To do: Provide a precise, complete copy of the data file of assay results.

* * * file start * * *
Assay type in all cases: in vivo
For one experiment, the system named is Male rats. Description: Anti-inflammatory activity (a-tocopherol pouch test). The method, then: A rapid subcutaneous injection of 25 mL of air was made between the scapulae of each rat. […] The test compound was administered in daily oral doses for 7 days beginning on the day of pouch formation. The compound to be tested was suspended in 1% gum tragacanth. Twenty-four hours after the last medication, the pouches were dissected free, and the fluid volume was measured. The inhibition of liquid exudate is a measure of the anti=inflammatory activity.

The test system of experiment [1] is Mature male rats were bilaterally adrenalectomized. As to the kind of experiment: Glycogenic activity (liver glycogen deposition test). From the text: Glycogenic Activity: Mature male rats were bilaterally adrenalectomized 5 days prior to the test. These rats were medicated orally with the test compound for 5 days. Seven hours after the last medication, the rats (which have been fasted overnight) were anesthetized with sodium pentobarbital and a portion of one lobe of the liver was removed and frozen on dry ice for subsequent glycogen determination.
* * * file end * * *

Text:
Assay type in all cases: in vivo
For one experiment, the system named is Male rats. Description: Anti-inflammatory activity (a-tocopherol pouch test). The method, then: A rapid subcutaneous injection of 25 mL of air was made between the scapulae of each rat. […] The test compound was administered in daily oral doses for 7 days beginning on the day of pouch formation. The compound to be tested was suspended in 1% gum tragacanth. Twenty-four hours after the last medication, the pouches were dissected free, and the fluid volume was measured. The inhibition of liquid exudate is a measure of the anti=inflammatory activity.

The test system of experiment [1] is Mature male rats were bilaterally adrenalectomized. As to the kind of experiment: Glycogenic activity (liver glycogen deposition test). From the text: Glycogenic Activity: Mature male rats were bilaterally adrenalectomized 5 days prior to the test. These rats were medicated orally with the test compound for 5 days. Seven hours after the last medication, the rats (which have been fasted overnight) were anesthetized with sodium pentobarbital and a portion of one lobe of the liver was removed and frozen on dry ice for subsequent glycogen determination.